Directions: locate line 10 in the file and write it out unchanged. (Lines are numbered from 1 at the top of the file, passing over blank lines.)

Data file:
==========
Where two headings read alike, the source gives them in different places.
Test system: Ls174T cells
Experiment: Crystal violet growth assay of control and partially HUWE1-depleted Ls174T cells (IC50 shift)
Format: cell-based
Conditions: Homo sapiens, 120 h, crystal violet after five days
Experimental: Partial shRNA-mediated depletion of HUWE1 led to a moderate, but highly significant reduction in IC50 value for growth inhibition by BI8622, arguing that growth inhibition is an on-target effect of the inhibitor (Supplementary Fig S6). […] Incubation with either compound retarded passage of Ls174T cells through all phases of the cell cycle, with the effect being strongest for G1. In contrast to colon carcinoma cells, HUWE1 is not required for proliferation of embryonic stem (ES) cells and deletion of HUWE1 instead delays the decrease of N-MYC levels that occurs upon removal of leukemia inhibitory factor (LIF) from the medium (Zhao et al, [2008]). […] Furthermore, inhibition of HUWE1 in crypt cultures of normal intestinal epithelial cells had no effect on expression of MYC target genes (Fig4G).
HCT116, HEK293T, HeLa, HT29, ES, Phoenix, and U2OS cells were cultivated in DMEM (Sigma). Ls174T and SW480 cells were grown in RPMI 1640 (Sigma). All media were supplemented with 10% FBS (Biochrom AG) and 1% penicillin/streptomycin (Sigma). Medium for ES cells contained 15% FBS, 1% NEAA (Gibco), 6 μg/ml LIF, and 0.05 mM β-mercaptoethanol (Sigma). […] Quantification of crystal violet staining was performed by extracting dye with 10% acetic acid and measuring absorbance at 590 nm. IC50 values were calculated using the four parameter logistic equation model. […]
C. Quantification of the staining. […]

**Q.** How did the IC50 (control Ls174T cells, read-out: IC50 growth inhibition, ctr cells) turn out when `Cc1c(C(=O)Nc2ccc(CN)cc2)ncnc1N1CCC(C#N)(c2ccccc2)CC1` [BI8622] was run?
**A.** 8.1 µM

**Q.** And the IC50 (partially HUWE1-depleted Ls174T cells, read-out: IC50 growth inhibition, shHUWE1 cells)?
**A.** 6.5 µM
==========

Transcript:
**A.** 8.1 µM